Books for Intermediate Readers–Fiction

Mississippi Trial, 1955 , by Chris Crowe (New York: Penguin, 2003)
A 16-year-old white boy returns to Mississippi to visit his racist grandfather who raised him. He finds himself surrounded by controversy in the midst of the lynching of Chicago teenager Emmett Till. Written from the perspective of a white teenager who deals with racism and his role as a bystander, this novel lays the basis for discussions of the need for whites to be allies against racism. 6th grade and up.

A Real American, by Richard Easton. (New York: Clarion Books, 2002)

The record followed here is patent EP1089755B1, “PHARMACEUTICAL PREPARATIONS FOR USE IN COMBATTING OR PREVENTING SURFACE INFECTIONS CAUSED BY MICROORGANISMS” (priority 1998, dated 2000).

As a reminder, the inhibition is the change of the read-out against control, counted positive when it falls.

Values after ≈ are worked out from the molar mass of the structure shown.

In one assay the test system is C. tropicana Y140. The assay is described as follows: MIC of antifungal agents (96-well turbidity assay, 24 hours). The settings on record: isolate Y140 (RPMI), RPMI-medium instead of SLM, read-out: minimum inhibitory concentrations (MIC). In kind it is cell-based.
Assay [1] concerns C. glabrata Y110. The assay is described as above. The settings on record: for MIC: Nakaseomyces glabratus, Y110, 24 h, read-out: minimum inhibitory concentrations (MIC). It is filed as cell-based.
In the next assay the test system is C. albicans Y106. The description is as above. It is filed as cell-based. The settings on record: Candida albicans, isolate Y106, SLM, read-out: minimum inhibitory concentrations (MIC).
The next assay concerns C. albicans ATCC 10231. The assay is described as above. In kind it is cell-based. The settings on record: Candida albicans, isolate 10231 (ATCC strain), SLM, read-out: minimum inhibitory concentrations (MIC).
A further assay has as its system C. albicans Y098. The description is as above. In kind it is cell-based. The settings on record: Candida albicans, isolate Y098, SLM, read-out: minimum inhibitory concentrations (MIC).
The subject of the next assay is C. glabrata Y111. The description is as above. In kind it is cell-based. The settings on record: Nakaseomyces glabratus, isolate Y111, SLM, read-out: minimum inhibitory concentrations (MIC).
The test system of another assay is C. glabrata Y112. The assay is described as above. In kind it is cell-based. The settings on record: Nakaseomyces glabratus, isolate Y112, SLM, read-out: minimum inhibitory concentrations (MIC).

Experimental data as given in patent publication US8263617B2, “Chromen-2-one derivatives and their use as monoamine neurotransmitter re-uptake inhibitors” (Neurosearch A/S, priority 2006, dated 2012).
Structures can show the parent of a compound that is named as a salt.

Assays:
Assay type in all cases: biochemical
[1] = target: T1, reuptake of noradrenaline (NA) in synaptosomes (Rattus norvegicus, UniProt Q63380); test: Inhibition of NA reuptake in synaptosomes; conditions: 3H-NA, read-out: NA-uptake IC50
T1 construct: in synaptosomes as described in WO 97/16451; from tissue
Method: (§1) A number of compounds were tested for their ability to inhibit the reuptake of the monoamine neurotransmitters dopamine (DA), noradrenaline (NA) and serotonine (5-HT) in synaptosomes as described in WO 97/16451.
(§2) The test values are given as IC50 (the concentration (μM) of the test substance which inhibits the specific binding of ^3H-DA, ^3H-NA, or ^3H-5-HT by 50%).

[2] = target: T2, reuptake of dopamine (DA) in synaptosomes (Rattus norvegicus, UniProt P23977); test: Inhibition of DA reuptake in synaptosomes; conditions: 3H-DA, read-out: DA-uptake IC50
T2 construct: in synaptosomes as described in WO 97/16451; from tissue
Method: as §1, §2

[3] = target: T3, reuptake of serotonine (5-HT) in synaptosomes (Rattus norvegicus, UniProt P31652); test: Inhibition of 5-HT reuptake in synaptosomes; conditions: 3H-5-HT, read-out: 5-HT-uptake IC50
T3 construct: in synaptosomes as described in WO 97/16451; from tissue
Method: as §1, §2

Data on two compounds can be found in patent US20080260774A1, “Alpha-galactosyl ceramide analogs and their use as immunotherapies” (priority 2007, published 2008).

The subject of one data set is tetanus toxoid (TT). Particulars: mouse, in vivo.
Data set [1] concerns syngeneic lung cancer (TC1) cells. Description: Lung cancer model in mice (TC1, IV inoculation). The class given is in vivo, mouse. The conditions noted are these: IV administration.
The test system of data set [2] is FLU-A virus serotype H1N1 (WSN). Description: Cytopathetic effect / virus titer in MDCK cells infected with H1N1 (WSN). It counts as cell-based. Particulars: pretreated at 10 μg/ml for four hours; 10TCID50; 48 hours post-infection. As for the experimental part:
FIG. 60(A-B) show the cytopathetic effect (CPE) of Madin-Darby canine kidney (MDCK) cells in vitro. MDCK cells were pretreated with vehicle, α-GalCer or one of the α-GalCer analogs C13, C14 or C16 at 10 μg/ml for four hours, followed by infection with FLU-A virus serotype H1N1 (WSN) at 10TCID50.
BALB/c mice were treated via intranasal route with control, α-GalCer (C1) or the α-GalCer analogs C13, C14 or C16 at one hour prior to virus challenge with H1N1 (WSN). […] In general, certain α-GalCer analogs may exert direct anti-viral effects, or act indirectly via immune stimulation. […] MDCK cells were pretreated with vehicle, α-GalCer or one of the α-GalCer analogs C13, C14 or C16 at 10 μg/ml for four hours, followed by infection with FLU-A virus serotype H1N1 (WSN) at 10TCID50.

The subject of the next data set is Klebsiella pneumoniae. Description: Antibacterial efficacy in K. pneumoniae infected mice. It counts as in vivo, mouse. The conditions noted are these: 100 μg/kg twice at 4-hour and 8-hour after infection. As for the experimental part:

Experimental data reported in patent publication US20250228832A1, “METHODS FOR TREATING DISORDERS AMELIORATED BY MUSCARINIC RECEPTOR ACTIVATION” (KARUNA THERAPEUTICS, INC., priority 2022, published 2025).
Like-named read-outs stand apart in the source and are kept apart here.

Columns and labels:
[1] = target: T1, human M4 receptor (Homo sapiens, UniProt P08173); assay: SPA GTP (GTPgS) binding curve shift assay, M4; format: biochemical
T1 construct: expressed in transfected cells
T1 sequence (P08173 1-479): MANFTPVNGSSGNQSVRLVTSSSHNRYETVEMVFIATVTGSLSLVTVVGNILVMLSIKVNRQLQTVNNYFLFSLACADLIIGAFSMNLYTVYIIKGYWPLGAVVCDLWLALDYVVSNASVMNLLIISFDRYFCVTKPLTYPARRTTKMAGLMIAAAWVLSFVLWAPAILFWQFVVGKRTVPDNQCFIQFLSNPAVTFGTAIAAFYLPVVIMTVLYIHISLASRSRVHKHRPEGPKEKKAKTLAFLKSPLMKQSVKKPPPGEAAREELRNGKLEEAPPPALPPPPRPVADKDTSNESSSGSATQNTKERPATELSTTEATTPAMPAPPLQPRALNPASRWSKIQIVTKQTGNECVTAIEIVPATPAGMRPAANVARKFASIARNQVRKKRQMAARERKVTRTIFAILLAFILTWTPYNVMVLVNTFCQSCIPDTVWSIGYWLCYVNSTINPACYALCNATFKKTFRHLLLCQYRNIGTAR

Eleven-year-old Nathan is increasing lonely when other native-born families move from his town in Pennsylvania and Italian immigrants move in to work in the coal mines. Despite his parents’ and the townspeople’s anti-immigrant sentiments, Nathan befriends Arturo, who works with his brother and father in the mines. When Arturo is injured and there is threat of a strike, Nathan’s family comes to the support of the immigrants. The attitudes toward immigrants are similar to those sometimes encountered today. 4th grade and up.

The Watsons Go to Birmingham, bChristopher Paul Curtis (Scholastic, 1995)
Fourth grader Kenny Watson tells the story of his family in Flint, Mich., and their trip to Birmingham during the tumultuous year of 1963. Funny, riveting, and genuine, this story will bring this aspect of the civil rights struggle alive for students. 4th grade and up.

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